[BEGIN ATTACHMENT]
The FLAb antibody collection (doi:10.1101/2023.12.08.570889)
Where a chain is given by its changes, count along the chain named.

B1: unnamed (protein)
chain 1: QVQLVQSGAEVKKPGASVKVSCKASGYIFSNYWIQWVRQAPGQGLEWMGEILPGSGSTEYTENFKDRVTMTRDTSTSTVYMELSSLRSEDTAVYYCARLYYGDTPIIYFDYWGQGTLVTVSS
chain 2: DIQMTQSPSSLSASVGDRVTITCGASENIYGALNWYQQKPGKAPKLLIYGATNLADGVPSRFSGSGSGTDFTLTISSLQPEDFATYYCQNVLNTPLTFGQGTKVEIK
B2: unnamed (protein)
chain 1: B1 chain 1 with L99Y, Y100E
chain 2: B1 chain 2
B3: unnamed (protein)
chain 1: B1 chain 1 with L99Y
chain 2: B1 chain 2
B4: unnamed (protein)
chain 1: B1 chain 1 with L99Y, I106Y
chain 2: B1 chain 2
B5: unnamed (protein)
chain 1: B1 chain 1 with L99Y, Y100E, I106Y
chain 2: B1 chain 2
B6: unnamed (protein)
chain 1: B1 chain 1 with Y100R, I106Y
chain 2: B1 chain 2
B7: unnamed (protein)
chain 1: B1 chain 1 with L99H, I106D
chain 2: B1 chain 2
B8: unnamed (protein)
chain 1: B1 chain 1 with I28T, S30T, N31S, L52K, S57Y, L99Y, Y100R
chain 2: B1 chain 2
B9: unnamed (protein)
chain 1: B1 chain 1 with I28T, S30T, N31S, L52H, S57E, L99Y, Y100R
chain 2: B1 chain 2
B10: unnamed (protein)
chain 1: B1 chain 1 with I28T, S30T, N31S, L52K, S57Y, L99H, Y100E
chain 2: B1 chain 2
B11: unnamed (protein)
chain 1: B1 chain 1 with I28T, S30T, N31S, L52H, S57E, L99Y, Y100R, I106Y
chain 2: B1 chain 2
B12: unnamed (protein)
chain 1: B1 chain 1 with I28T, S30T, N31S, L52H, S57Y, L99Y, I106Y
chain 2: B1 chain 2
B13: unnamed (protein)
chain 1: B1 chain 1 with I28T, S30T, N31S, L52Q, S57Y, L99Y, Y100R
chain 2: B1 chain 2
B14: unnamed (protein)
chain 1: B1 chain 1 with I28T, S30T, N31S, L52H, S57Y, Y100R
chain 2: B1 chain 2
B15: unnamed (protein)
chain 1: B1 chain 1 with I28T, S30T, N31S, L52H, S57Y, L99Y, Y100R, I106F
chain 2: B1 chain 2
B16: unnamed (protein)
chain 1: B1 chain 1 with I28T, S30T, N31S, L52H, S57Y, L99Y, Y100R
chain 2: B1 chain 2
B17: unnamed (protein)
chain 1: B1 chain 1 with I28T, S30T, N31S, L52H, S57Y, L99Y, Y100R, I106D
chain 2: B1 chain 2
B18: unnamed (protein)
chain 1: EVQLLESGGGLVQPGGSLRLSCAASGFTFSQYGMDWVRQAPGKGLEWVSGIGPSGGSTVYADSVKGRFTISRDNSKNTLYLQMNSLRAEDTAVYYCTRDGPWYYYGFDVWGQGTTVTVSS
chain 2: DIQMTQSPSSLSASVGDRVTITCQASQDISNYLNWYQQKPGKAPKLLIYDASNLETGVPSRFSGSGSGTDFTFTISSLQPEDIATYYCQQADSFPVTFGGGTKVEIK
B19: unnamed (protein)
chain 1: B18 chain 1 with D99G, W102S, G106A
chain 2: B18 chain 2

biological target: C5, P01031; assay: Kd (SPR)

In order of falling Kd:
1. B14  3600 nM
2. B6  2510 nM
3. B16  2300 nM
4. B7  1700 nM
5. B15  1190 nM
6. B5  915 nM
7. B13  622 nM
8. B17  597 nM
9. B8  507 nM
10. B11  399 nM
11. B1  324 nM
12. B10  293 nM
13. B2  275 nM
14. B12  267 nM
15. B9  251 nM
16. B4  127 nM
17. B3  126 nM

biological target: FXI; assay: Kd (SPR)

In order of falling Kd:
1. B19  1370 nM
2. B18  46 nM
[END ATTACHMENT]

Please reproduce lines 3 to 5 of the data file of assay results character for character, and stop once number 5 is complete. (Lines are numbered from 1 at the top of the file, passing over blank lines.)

B1: unnamed (protein)
chain 1: QVQLVQSGAEVKKPGASVKVSCKASGYIFSNYWIQWVRQAPGQGLEWMGEILPGSGSTEYTENFKDRVTMTRDTSTSTVYMELSSLRSEDTAVYYCARLYYGDTPIIYFDYWGQGTLVTVSS
chain 2: DIQMTQSPSSLSASVGDRVTITCGASENIYGALNWYQQKPGKAPKLLIYGATNLADGVPSRFSGSGSGTDFTLTISSLQPEDFATYYCQNVLNTPLTFGQGTKVEIK